When are Oil and Gas Royalty Payments Made?


Whenever you sign an oil and gas lease, you may be getting a signing bonus. As one of the most important parts of your negotiation, a one time upfront payment from the oil and gas company may be the quickest way to earn money with your mineral rights.

What happens when the company strikes oil? Then, you begin to receive oil and gas royalties for your percentage share of the minerals produced and sold. Although no two mineral leases are the same, in this article, we will cover some of the expected timelines for oil and gas royalty payments.

Oil Royalties after Signing a Mineral Lease

By law, oil and gas royalties payments are required due 120 days after the end of the month of the first sale of production from the well. So let’s say that you own mineral rights and sign a lease agreement in March. The oil company sources the financing, equipment, and labor and strikes its first barrel of oil in mid-April. The company sells 100 barrels in April. The company is then required to report its oil and gas royalties 120 days after April 30, approximately 4 months later in August.

Oil and Gas Royalty Payments Period

After the royalty is due, the oil and gas company has a certain window to pay the shareholder, as defined in the lease agreement. In general, most companies will pay oil royalties within 60 days of due payment and gas royalties within 90 days. This means that after signing a mineral rights lease, the latest you will receive your first royalty payment is about 180 days after the first productive month. Subsequently, later payments for oil production is paid 2 months in arrears, while gas production is generally paid 3 months in arrears.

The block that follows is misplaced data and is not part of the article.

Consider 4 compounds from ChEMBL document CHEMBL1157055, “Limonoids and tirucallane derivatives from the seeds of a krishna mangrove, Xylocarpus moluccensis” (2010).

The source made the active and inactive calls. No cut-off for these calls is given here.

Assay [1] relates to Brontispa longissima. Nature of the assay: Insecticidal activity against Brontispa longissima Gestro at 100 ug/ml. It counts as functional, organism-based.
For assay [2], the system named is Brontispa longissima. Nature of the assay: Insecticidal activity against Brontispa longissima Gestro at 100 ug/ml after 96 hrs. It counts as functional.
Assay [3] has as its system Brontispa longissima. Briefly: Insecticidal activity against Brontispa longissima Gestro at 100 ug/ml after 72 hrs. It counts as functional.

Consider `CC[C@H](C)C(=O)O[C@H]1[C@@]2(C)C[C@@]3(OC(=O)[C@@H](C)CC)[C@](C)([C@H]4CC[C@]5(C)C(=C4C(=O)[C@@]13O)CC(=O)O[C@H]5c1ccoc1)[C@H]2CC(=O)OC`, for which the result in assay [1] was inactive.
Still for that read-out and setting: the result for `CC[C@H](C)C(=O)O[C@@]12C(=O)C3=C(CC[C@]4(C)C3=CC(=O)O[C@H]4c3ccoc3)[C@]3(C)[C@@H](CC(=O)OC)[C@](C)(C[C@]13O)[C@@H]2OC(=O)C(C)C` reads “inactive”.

Delayed Oil and Gas Royalties and Unproductive Leases

An important thing to understand is that sometimes, oil and gas royalty payments may never come. Although most oil and gas companies sign leases with the intention to explore and extract precious minerals, there are many factors that may prevent that from happening.

In addition to the loss of funding and delayed timelines, there is also a possibility that your land may not have any oil and gas at all. With that said, modern technology and over a century of exploration now allow for the oil and gas industry to make very educated decisions in exploring for underground resources.

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